As a result of the COVID-19 crisis, many cross-border workers are working from their home office, which is not necessarily located in the same country as their employer’ office. Also after the COVID-19 crisis, employees may continue working substantially from home. This may lead to unexpected tax consequences for the company.
The main question here is whether employees living abroad and working from their home offices may trigger (i) a material permanent establishment (“PE”) (the fixed place of business being the home office of the employee abroad) or (ii) an agency PE (employees working abroad and having the capacity to represent the company by negotiating and concluding contracts on its behalf) of the company.
In the affirmative, the company would have to allocate profits to the PE on an arm’s length basis, which will be subject to corporate income tax in the state of the PE. This could lead to a different (potentially higher) taxation and to additional compliance requirements.
(i) Risk of having a material PE?
A foreign home office must have a certain degree of permanency and be at the disposal of the company to be considered as a material PE. This is a factual analysis whereby several indications are to be taken into account, such as for instance whether the employee works from his home office on a continuous basis and at the company’s request, whether the company pays a separate contribution for the home office, whether the address of the home office is indicated on business cards, etc. Reference should also be made to the wording of the employment agreement.
Even if the indications would be present, however, there will still be no PE in case the activities in the home office have a preparatory or auxiliary character.
During the COVID-19 crisis, employees are working from home for a limited duration and because of government restrictions. Hence, considering the extraordinary nature of this crisis, teleworking from home should not create a foreign PE for employers during the COVID-19 crisis as indicated in the OECD’s Updated guidance on tax treaties and the impact of the COVID-19 pandemic of 21 January 2021.
However, if working (partially) at the foreign home office would become the new standard over time once the COVID-19 crisis is behind us, there is a substantial risk that a material PE is deemed to exist.
(ii) Risk of having an agency PE?
In general, the activities of a dependent agent such as an employee create an agency PE in a foreign country if the employee habitually concludes contracts in name and on behalf of the company or plays the principal role in negotiations which lead to the conclusion of contracts without any material modification by the company.
The employee should perform these activities in a “habitual” way, meaning that the activities must have a certain degree of permanency and cannot be purely temporary.
An employee’s activity in his or her home country is unlikely to be regarded as habitual if he or she is only working at home for a limited period because of force majeure and/or restrictions extraordinarily affecting his or her normal routine. Therefore, the COVID-19 crisis should not trigger any agency PE (assuming that the employee was not habitually negotiating and/or concluding contracts on behalf of the enterprise in his or her home country before the COVID-19 crisis), as confirmed in the OECD’s Updated guidance .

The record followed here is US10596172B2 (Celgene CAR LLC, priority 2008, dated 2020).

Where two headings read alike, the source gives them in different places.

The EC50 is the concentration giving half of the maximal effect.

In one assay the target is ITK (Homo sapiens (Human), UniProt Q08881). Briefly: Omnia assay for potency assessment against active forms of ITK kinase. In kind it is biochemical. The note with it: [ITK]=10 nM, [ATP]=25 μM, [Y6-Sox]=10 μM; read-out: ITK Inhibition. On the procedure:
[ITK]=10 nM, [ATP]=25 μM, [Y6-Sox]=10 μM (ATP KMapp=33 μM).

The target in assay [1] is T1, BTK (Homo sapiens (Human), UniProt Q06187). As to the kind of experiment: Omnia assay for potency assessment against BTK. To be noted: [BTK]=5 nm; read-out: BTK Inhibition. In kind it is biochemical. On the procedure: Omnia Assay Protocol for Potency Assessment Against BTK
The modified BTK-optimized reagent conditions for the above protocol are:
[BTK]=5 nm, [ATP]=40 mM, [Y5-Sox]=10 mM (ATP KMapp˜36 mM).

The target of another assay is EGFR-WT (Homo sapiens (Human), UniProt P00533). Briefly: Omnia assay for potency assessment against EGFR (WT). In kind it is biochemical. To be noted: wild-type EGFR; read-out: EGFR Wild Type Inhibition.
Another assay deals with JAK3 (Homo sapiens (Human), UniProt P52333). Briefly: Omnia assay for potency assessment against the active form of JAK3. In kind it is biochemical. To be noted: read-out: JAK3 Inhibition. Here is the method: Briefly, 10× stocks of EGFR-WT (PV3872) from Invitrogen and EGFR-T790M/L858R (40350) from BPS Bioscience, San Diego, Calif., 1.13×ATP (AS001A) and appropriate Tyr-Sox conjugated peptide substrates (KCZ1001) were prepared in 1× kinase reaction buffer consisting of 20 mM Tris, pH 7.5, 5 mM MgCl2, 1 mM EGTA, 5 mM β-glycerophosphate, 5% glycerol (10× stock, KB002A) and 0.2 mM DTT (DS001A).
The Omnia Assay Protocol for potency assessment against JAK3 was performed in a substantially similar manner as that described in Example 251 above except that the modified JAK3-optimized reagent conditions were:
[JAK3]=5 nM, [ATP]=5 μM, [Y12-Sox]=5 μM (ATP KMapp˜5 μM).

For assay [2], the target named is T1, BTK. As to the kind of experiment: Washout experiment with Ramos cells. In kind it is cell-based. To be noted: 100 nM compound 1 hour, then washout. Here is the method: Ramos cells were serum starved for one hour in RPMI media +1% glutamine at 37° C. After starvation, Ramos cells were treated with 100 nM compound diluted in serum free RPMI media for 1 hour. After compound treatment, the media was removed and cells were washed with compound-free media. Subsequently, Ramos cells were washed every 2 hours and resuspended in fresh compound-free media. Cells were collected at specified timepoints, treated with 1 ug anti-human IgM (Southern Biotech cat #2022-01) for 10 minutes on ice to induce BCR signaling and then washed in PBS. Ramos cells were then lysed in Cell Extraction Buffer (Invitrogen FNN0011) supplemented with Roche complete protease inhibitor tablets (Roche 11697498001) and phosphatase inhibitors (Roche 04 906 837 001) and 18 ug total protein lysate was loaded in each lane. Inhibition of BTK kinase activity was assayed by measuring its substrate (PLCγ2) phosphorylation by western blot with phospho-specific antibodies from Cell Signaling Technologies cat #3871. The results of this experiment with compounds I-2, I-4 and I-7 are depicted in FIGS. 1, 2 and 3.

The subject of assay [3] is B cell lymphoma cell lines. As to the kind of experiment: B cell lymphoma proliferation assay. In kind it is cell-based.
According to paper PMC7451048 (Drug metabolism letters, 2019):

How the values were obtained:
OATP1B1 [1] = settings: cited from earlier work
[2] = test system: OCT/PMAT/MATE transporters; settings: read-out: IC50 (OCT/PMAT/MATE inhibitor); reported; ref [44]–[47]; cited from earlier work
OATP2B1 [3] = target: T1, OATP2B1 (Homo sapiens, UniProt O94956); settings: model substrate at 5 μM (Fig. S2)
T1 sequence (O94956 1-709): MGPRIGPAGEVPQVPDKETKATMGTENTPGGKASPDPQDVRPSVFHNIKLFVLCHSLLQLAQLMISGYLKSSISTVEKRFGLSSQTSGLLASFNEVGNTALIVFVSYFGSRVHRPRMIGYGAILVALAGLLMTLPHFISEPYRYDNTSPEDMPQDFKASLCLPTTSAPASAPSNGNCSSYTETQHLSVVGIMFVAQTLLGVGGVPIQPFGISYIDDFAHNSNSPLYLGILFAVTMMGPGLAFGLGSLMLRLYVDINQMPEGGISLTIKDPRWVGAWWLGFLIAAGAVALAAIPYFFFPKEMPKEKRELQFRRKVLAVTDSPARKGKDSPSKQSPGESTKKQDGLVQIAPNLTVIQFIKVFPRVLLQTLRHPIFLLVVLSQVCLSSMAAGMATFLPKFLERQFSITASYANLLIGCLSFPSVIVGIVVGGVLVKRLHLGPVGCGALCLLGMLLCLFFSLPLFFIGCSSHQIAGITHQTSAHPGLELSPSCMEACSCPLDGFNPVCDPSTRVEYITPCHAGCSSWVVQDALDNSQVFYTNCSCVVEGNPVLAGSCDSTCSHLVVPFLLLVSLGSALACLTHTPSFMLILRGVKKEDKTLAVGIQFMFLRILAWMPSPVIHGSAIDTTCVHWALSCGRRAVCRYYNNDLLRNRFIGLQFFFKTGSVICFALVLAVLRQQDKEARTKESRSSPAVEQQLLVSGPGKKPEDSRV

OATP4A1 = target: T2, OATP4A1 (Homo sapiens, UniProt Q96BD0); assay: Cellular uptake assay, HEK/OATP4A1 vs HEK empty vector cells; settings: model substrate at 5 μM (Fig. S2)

However, if the employee would continue negotiating and/or concluding contracts in his or her home country after the COVID-19 crisis, there is a substantial risk that an agency PE will be deemed to exist in that country.
In conclusion, companies should monitor their employee’s work presence and set up clear policies on do’s and don’ts in order to mitigate their tax exposure abroad. It should be verified prior to their implementation that new working policies do not trigger the existence of a material or agency PE. A wait-and-see approach seems to be an attitude that could backfire, so immediate action is highly advisable.
For the impact of the changed working pattern on the taxation of the employee’s salary, we refer to our newsflash published on 25 March 2021.
Katrien Bollen – Senior Associate (email@example.com)
Markus Fort – Associate (Markus.Fort@tiberghien.com)
Tiberghien’s international tax team will continue to monitor these and other tax developments relevant for Belgium / Luxembourg based multinational enterprises. Our editorial board consists of:
- Koen Morbée (International and EU corporate tax, firstname.lastname@example.org);
- Michiel Boeren (International and EU corporate tax, email@example.com);
- Katrien Bollen (HR tax and global mobility, firstname.lastname@example.org);
- Ben Plessers (Transfer Pricing and Valuations, email@example.com);
- Gert Vranckx (VAT, customs, excises and other indirect taxes, firstname.lastname@example.org);
- Rik Smet (International and EU corporate tax, email@example.com).
In case you have further questions on this publication or want to discuss a tax query, please do not hesitate to contact the author(s) or one of the members of the editorial board.
This newsflash is for information purposes only and cannot be relied upon as legal advice.